Edmonton Green

Edmonton Green, Enfield

The focal point of Lower Edmonton, situated at the junction of Church Street, Hertford Road and Fore Street (earlier called Duck Lane here)

geograph-4738468-by-Christine-Matthews - Edmonton Tower Blocks

Houses appeared around Edmonton Green from the late 17th century and wholly encircled it in the following century. Fairs were held on the green and menageries were exhibited here.

A station opened in 1849 and the surrounding area was built up in the 1880s and 1890s. By the 1930s Edmonton Green had become a major shopping desti­na­tion, drawing visitors from a wide catchment area.

In the mid-1960s the newly formed Enfield council took over a project planned by its Edmonton prede­cessor, sweeping away ‘substan­dard’ Victorian housing and building a shopping centre, municipal housing and various amenities. The plan orig­i­nally included a new civic centre but this element was subse­quently abandoned. Shown in the long-distance photo­graph above,* the three 25-storey blocks of the Edmonton Green estate – Grampian House, Mendip House and Pennine House – were completed in 1972.

Edmonton Green was the largest munic­i­pally owned shopping centre in London but by the end of the 20th century found itself losing out to compe­ti­tion at Wood Green, Waltham­stow and further afield, while Enfield Town and Southgate became more appealing to commer­cial investors within the borough. The close proximity of high-rise flats to multi-storey car parks proved an encour­age­ment to crime.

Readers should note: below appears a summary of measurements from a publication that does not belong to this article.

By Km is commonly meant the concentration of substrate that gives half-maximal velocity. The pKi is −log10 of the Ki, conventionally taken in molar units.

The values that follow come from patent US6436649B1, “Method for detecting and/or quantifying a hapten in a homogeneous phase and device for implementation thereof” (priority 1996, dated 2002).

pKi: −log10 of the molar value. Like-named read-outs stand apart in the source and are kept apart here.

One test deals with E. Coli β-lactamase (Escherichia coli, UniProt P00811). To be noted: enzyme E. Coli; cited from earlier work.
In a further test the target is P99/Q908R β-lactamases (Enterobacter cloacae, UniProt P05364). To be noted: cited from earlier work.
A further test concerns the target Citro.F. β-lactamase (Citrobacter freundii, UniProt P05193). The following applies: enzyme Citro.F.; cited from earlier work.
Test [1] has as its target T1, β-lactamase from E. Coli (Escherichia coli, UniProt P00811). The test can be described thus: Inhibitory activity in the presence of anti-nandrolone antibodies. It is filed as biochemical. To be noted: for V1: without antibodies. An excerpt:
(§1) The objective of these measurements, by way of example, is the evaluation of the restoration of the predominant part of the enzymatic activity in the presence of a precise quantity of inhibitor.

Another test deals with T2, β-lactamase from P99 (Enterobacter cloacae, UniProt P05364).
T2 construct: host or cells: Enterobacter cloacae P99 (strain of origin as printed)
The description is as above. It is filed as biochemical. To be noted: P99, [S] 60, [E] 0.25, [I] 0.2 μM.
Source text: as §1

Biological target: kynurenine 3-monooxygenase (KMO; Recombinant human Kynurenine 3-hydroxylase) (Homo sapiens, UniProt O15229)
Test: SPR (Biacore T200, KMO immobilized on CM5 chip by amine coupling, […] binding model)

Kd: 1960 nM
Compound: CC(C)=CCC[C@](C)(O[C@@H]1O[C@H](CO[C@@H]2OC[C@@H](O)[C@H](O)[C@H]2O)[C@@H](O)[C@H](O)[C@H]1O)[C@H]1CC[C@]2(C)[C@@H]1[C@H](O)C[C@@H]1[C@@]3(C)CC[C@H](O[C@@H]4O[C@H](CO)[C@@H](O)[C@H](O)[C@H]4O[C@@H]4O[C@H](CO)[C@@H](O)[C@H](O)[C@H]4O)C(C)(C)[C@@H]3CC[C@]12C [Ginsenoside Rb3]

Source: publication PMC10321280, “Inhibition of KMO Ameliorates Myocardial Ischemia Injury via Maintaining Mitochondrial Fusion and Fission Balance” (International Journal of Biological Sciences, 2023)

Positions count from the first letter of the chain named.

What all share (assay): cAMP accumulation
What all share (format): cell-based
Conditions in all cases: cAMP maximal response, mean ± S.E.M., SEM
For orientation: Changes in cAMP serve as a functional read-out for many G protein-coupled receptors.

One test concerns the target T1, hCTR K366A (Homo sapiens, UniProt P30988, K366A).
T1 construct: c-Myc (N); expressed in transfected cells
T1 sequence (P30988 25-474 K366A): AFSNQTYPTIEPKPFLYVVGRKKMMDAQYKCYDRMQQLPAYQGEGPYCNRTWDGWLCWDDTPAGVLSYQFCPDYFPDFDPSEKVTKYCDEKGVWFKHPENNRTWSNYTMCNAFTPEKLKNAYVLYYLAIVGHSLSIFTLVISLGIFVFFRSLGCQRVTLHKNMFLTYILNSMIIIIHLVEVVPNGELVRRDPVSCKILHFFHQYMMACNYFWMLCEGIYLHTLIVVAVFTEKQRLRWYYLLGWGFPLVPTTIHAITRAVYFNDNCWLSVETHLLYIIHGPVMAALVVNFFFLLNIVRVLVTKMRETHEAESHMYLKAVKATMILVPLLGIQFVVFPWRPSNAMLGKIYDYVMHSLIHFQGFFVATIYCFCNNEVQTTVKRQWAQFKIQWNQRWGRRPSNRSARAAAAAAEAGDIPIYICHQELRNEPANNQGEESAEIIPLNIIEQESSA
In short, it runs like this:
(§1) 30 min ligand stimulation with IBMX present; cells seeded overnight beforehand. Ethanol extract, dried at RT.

Hidden London: Old and new blocks in regenerated Edmonton Green

Over the first decade of the 21st century, in one of the largest mixed-use schemes of its kind, Enfield council worked with a property developer and a housing asso­ci­a­tion to wholly redevelop the main facil­i­ties at Edmonton Green and the neigh­bouring housing.

The £120 million project involved the replace­ment of the existing leisure centre, and the construc­tion of new shopping mall, Asda super­market, primary care centre and bus station. The Green Horizons housing asso­ci­a­tion provided 750 new and 650 refur­bished homes.

Edmonton Green is the most deprived ward in Enfield by most measures. It has the highest propor­tion of council housing of any ward, an ethni­cally diverse popu­la­tion and high levels of unem­ploy­ment and crime.

A footbridge that led to nowhere in the old shopping centre was made famous by Michael Crawford as a roller-skating Frank Spencer in an episode of the 1970s television sitcom Some Mothers do ’Ave ’Em.

Postal district: N9
Population: 15,103
Station: London Overground (zone 4)
The picture of Edmonton Tower Blocks as seen from near Williams Wood, Trent Park, Enfield, at the top of this page is adapted from an original photograph, copyright Christine Matthews, at Geograph Britain and Ireland, made available under the Attribution-ShareAlike 2.0 Generic Licence. Any subsequent reuse is freely permitted under the terms of that licence.